Regardless of the degree of subdivision, higher quality silicon allows fewer flaws in absolute terms. These two factors of die size and silicon quality synergize to optimize the worth of a given ingot. The quality of the ingot determines the viable dice yielded, regardless of the degree of subdivision, and conversely the number of viable dice determines the return on investment.
Together, smaller dice and higher quality silicon minimize waste and maximize return. This is a crucial factor in the semiconductor business, given that the dice first have to pay for the high cost of growing the silicon ingots which yield them in the first place before any profits can be counted. It also affects the cost of production per die, which for consumer electronics ultimately affects the prices paid by end-user as well.
Moreover, packaging a successful die depends also on the quality of other applied materials. This continues to apply once the die is used in a device and requires careful consideration of materials used in applications like molding, solder and thermal interface. For example, the use of high-grade silicones and epoxies protect otherwise vulnerable circuitry and increase the reliability and longevity of both the die itself and the larger device containing it. So, successful performance by semiconductors at market is therefore governed by the same principal concern found at the very beginning of the manufacturing process: namely, materials of the highest quality.
New and groundbreaking semiconductor technology is now emerging, with exciting implications for applications, quality and cost. The life of the semiconductor begins and ends with the quality of its construction. A better grade of materials mean better semiconductors and a better electronics industry. The use of higher quality materials means less waste, higher profits for manufacturers, lower costs for customers and a longer reliable lifetime for electronics of all kinds.
Vinyls are a simple chemical group, yet they are industrially indispensable. They have some of the broadest practical applications in solution-oriented chemical engineering. In the form of vinyl resin polymers or copolymers, they have the potential to be utilized for an almost limitless set of purposes. For this reason, products derived from these vinyl resins are ubiquitous.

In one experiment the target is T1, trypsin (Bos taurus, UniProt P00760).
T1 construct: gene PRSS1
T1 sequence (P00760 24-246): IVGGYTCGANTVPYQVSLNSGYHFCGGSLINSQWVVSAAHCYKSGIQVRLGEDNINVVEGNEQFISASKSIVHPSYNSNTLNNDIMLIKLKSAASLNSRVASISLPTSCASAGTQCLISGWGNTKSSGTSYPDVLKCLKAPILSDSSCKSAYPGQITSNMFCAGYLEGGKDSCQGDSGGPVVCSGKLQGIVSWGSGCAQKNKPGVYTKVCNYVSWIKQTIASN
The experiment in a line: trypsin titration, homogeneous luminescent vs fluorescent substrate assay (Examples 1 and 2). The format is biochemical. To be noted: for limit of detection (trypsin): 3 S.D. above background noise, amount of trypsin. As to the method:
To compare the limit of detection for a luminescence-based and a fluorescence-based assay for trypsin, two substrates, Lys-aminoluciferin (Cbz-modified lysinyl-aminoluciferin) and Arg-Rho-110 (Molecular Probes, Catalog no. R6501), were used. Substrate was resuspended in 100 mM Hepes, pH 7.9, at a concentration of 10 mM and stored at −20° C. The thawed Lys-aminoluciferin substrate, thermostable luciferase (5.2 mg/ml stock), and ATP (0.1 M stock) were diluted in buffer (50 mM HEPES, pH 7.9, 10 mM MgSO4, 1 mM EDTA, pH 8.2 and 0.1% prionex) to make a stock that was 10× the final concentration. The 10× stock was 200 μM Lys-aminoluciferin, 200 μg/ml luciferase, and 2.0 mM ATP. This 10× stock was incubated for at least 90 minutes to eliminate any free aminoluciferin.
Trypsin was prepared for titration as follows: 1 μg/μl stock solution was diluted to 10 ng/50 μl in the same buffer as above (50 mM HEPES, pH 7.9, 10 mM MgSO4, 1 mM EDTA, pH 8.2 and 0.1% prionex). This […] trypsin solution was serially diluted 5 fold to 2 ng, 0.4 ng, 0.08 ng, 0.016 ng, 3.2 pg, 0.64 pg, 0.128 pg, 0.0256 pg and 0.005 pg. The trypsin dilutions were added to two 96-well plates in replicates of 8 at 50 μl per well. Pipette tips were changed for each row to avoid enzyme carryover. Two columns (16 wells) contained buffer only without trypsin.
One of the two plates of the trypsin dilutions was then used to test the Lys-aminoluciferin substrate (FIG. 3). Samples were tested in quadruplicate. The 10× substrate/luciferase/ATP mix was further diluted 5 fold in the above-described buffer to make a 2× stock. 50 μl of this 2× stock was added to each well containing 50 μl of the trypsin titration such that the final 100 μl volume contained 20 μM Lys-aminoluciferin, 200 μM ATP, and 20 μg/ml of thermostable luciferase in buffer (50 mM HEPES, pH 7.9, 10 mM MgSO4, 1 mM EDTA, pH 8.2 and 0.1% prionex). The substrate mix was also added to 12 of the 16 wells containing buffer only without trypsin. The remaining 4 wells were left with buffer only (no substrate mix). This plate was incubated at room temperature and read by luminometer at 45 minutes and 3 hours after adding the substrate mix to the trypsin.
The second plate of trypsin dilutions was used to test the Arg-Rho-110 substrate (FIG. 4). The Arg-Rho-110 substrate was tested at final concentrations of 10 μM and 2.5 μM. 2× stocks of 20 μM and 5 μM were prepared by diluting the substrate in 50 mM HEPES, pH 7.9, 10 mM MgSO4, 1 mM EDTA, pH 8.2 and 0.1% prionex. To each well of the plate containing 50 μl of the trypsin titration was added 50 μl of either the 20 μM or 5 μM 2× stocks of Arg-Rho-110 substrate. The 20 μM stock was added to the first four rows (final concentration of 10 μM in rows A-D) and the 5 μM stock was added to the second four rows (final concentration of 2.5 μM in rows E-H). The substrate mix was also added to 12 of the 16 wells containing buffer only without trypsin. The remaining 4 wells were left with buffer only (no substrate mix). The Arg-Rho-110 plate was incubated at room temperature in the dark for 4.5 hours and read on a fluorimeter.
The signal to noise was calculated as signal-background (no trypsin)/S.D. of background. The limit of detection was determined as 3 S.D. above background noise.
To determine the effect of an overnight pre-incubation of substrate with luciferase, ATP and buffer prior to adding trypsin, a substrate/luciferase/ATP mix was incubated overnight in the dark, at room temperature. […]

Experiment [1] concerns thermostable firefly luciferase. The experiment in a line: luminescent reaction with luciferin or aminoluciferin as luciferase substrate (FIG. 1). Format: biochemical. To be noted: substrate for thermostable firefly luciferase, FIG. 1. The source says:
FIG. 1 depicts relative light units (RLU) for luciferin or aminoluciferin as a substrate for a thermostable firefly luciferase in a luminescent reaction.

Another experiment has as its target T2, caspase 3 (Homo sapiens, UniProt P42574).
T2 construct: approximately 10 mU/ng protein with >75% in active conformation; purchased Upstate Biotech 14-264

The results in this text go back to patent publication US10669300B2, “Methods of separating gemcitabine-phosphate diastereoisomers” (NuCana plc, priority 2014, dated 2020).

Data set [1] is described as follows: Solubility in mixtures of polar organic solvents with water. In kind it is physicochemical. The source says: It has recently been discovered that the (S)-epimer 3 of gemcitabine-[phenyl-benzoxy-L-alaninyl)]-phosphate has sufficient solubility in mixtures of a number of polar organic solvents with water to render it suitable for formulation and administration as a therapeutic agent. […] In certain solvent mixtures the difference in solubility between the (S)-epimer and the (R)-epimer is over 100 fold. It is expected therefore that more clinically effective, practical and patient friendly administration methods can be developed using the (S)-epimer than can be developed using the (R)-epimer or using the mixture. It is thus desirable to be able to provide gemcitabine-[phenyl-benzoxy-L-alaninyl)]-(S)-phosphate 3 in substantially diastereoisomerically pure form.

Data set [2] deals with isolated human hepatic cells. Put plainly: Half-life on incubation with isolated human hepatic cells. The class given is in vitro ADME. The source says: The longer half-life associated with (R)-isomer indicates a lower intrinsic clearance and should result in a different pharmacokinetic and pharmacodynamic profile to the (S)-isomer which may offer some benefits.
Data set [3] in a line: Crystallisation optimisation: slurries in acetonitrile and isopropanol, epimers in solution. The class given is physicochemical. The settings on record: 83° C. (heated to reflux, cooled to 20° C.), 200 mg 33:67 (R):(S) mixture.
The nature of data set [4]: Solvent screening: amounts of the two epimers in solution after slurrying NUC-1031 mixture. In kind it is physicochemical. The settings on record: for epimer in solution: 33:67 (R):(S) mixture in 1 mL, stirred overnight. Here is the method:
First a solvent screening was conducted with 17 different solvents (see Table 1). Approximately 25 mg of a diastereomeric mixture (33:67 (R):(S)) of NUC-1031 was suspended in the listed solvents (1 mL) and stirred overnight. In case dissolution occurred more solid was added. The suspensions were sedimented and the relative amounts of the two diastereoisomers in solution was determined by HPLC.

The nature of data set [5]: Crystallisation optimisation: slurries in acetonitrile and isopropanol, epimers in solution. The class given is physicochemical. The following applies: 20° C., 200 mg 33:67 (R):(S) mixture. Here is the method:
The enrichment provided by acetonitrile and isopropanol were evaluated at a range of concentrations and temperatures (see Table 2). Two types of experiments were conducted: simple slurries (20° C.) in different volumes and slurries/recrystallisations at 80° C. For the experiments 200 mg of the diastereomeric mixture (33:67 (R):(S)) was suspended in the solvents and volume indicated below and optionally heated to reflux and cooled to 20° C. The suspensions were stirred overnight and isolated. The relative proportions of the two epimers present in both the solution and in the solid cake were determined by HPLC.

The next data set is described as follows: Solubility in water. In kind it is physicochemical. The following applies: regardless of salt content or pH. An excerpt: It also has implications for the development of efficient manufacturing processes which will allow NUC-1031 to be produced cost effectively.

Vinyl resin polymers are the most commercially-visible vinyl resin solutions used. These include polyvinyl acetate (PVAc) and polyvinyl chloride (PVC). Polymerized in water, polyvinyl acetate (PVAc), is an emulsion with widely useful physical qualities which allow for all sorts of coating and adhesive solutions. The most obvious of these is PVA glue, also known as Elmer’s glue, but its full range of applications varies considerably.
More varied still in application is polyvinyl chloride (PVC). Produced globally in immense quantities, PVC is the most popular vinyl resin polymer and the world’s second biggest selling plastic today. A considerable contributing factor in this is almost certainly a financial one of cost-effectiveness. Synthesized from ethylene and chlorine, PVC is one of the most easy plastics to produce. It’s also less susceptible to changing prices of oil, since its chemical composition isn’t exclusively based on hydrocarbons, but includes chlorine as well.
Logistically, polyvinyl chloride is convenient for the production of commodities with a small cost to large benefit ratio. Besides this, PVC’s preeminent properties of strength, durability, corrosion-resistance and lightness have guaranteed its salience in chemical engineering as applied to industrial scale production. Its low cost make it an economical choice for many manufacturers. Accordingly, PVC resin has become, both economically and literally, the very substance of markets like glazing, cladding, facing, plumbing and drainage, as well as the production of consumer-facing food and drink containers, to say nothing of many thousands of other applications.